Jones faces plenty of competition in a race that may well go to a November runoff. Democratic state Assemblyman Paul Fong has set up shop in the district to make a run for Constant's seat, and he is expected to enjoy generous support from unions that see Reed's agenda as unfair to government workers. Other hopefuls we've also told you about include Tim Gildersleeve, Robert Levy, Susan Marsland, Richard McCoy and Art Zimmerman.

The snickering over Reed's short coattails after the defeat of his endorsed council hopefuls like Hon Lien and Larry Pegram seems to have subsided some since Councilman Johnny Khamis' 2012 election.

Cortese, Nguyen launch mayoral campaigns

A couple of more mayoral campaigns officially kicked off last week. Supervisor Dave Cortese launched himself at the Unify Event Center on Thursday evening, counting among his marquee supporters Assembly members Paul Fong, Mark Stone and Bob Wieckowski; fellow Supervisors Ken Yeager and Cindy Chavez; and San Jose City Councilmen Don Rocha, Kansen Chu and Ash Kalra.

Also leaving the launchpad was San Jose Vice Mayor Madison Nguyen, who was set to celebrate the beginning of her campaign at Dynasty Seafood Restaurant on Saturday and listed among her supporters Empire Broadcasting President Bob Kieve, Cupertino Mayor Gilbert Wong, Los Gatos Mayor Steve Leonardis, Campbell Mayor Rich Waterman, Campbell Vice Mayor Evan Low, Franklin-McKinley school trustee Buu Thai, and Santa Clara Valley Water District board members Nai Hsueh and Linda LeZotte.

Rosen, attorneys union continue to do battle

Like a low-grade fever, the power struggle between Santa Clara County District Attorney Jeff Rosen and the government attorneys union dominated by prosecutors continues to fester without a cure in sight.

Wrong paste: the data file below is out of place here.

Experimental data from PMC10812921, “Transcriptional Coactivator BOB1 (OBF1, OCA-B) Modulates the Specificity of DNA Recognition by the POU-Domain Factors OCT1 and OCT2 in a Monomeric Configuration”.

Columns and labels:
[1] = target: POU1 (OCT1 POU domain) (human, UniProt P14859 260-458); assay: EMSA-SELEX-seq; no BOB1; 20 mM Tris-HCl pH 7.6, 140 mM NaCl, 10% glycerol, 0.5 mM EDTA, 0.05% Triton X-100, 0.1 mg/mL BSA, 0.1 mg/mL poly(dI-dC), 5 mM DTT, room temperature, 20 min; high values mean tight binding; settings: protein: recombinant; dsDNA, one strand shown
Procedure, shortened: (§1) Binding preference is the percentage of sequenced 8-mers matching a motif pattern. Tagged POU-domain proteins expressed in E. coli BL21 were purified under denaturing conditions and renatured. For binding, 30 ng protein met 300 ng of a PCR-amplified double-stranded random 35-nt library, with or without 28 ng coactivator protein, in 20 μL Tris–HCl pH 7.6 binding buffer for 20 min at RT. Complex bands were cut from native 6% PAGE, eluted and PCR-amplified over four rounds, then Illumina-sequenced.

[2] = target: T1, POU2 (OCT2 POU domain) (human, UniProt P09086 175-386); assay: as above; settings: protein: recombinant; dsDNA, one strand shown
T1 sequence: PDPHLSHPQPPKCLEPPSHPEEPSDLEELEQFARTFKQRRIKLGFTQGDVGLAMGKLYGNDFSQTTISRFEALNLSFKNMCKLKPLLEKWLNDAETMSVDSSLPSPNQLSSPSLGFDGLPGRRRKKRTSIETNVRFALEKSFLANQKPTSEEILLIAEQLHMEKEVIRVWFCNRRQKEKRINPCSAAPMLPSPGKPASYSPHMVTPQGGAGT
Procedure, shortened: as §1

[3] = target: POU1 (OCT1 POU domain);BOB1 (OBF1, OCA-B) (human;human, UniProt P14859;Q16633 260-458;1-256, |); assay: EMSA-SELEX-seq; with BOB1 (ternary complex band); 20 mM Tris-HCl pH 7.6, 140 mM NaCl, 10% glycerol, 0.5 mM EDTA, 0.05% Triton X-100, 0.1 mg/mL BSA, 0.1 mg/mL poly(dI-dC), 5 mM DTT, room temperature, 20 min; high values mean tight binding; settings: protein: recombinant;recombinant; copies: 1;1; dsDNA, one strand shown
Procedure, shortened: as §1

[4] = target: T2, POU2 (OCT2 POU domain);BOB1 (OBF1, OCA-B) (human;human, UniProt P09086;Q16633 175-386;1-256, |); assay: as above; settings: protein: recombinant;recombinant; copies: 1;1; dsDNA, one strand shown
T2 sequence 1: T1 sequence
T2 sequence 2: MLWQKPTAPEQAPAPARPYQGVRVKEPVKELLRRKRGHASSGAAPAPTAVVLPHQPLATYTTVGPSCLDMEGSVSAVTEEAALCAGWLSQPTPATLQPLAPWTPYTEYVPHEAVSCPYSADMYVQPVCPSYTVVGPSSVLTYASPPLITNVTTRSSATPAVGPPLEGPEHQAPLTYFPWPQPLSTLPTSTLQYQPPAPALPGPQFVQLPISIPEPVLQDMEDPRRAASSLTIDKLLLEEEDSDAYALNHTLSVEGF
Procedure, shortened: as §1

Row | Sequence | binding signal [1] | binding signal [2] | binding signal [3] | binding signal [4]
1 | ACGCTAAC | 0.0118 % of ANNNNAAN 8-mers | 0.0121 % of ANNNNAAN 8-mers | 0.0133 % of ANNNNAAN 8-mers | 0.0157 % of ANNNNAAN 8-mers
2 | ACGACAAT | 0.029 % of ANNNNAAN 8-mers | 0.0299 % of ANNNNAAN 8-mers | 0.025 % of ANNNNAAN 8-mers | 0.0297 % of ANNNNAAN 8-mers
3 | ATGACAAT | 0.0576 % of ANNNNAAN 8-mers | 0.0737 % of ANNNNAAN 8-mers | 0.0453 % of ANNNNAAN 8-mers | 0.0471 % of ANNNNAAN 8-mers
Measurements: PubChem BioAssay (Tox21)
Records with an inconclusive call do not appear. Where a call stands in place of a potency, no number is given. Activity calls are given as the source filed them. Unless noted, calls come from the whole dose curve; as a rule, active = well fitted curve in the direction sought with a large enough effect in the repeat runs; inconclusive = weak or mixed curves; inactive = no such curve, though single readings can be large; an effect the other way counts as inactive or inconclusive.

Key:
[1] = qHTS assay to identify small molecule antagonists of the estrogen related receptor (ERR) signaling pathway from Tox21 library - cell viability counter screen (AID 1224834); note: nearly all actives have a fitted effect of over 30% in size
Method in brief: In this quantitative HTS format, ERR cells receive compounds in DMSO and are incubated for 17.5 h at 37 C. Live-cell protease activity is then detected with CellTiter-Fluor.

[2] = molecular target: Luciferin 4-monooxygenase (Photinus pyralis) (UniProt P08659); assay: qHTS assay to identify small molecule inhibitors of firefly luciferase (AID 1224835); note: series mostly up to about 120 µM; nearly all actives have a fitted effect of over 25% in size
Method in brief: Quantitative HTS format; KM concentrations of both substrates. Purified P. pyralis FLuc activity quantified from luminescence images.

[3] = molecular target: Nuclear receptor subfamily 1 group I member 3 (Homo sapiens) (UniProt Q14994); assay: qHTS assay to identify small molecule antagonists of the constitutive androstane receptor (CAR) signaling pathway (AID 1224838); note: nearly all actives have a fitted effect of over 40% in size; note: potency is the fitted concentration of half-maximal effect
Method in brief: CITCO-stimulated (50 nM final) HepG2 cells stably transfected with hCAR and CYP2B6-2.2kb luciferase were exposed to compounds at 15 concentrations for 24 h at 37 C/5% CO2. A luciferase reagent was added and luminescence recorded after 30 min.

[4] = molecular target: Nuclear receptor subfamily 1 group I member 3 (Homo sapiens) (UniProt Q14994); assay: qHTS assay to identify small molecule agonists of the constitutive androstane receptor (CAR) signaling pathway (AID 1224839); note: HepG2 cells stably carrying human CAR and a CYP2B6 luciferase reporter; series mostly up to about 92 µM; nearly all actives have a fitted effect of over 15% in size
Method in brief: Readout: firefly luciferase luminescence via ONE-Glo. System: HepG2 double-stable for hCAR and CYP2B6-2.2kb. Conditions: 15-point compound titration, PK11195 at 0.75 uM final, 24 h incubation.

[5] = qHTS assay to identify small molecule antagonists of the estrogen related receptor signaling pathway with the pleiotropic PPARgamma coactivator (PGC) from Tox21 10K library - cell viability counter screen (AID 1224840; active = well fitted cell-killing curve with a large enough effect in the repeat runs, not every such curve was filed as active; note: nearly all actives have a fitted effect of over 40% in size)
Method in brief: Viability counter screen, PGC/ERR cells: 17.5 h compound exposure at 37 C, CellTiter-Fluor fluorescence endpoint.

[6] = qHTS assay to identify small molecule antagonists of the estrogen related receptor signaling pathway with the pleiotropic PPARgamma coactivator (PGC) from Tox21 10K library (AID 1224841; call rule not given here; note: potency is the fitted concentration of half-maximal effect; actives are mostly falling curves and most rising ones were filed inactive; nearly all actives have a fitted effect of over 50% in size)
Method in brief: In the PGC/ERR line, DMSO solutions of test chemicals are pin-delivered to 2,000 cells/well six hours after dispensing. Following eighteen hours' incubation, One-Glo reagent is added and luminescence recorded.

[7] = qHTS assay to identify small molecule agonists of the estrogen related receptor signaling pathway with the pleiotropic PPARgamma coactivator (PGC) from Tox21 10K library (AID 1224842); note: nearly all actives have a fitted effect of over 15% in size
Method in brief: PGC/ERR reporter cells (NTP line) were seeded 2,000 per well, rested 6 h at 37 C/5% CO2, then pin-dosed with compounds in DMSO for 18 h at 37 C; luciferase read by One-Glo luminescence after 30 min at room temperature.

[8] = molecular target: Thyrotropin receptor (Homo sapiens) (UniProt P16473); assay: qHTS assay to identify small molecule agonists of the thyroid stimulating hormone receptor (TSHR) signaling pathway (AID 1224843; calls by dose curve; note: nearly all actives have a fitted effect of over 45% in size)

Relations have heated up recently over three issues -- contract negotiations, Rosen's choice of a prosecutor to head the office's misdemeanor team and the fierce competition to fill two elected posts on the board of the Government Attorneys Association.

The battle over contract negotiations is too technical to unspool. Suffice it to say, the association claims Rosen made a power grab to supplant the county supervisors at the bargaining table that delayed negotiations for six weeks before he backed down under criticism from county unions. The Rosen administration vehemently denies it.

That fracas helped set the stage for a fiercely fought association election. The two candidates in Rosen's camp -- prosecutors Cindy Hendrickson and James Leonard -- lost in a landslide to prosecutors Mark Duffy and Kevin Smith. Both Leonard and Hendrickson had defended Rosen's controversial decision to make an end run around the union contract by quietly granting extra paid time off to supervising attorneys whose bonus pay had been cut under the agreement.

But Leonard landed well anyway.

The day before the election ended last week, Rosen named him to run the misdemeanor unit, typically staffed by new attorneys who need a helping hand.

He beat out at least 13 other internal candidates to replace James Gibbons-Shapiro, whom Rosen appointed to his top-level executive team.

This week's items were written by Scott Herhold, John Woolfolk, Tracey Kaplan and Paul Rogers. Send tips to internalaffairs@mercurynews.com, or call 408-920-5782.